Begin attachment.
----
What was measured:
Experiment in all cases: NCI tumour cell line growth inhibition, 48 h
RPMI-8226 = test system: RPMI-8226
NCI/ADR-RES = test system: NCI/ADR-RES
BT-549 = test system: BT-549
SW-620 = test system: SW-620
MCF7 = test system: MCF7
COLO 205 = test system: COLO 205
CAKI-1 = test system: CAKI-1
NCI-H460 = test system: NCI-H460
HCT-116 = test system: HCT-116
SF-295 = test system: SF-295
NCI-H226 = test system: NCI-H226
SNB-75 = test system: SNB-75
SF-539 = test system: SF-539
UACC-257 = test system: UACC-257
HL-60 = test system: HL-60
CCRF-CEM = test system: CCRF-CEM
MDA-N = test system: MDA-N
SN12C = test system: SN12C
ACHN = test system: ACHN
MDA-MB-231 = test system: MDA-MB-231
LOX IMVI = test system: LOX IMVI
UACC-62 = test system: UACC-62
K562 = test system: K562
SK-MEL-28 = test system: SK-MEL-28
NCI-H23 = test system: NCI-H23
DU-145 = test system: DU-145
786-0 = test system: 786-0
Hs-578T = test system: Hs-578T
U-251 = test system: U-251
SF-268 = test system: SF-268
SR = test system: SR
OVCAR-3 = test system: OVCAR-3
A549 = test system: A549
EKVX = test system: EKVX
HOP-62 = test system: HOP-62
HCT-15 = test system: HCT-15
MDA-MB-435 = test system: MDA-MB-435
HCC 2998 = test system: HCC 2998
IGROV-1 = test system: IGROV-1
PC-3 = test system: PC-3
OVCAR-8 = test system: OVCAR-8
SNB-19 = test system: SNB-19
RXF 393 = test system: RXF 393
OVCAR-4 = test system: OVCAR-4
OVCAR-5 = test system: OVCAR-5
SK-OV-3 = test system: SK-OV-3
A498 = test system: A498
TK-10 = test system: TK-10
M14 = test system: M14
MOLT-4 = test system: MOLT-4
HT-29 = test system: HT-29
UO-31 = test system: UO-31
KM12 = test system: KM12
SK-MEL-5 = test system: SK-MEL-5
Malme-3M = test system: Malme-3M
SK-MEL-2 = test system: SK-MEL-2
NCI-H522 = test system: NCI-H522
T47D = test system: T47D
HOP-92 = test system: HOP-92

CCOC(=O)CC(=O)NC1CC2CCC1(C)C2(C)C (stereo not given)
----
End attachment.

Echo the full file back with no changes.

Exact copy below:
What was measured:
Experiment in all cases: NCI tumour cell line growth inhibition, 48 h
RPMI-8226 = test system: RPMI-8226
NCI/ADR-RES = test system: NCI/ADR-RES
BT-549 = test system: BT-549
SW-620 = test system: SW-620
MCF7 = test system: MCF7
COLO 205 = test system: COLO 205
CAKI-1 = test system: CAKI-1
NCI-H460 = test system: NCI-H460
HCT-116 = test system: HCT-116
SF-295 = test system: SF-295
NCI-H226 = test system: NCI-H226
SNB-75 = test system: SNB-75
SF-539 = test system: SF-539
UACC-257 = test system: UACC-257
HL-60 = test system: HL-60
CCRF-CEM = test system: CCRF-CEM
MDA-N = test system: MDA-N
SN12C = test system: SN12C
ACHN = test system: ACHN
MDA-MB-231 = test system: MDA-MB-231
LOX IMVI = test system: LOX IMVI
UACC-62 = test system: UACC-62
K562 = test system: K562
SK-MEL-28 = test system: SK-MEL-28
NCI-H23 = test system: NCI-H23
DU-145 = test system: DU-145
786-0 = test system: 786-0
Hs-578T = test system: Hs-578T
U-251 = test system: U-251
SF-268 = test system: SF-268
SR = test system: SR
OVCAR-3 = test system: OVCAR-3
A549 = test system: A549
EKVX = test system: EKVX
HOP-62 = test system: HOP-62
HCT-15 = test system: HCT-15
MDA-MB-435 = test system: MDA-MB-435
HCC 2998 = test system: HCC 2998
IGROV-1 = test system: IGROV-1
PC-3 = test system: PC-3
OVCAR-8 = test system: OVCAR-8
SNB-19 = test system: SNB-19
RXF 393 = test system: RXF 393
OVCAR-4 = test system: OVCAR-4
OVCAR-5 = test system: OVCAR-5
SK-OV-3 = test system: SK-OV-3
A498 = test system: A498
TK-10 = test system: TK-10
M14 = test system: M14
MOLT-4 = test system: MOLT-4
HT-29 = test system: HT-29
UO-31 = test system: UO-31
KM12 = test system: KM12
SK-MEL-5 = test system: SK-MEL-5
Malme-3M = test system: Malme-3M
SK-MEL-2 = test system: SK-MEL-2
NCI-H522 = test system: NCI-H522
T47D = test system: T47D
HOP-92 = test system: HOP-92

CCOC(=O)CC(=O)NC1CC2CCC1(C)C2(C)C (stereo not given)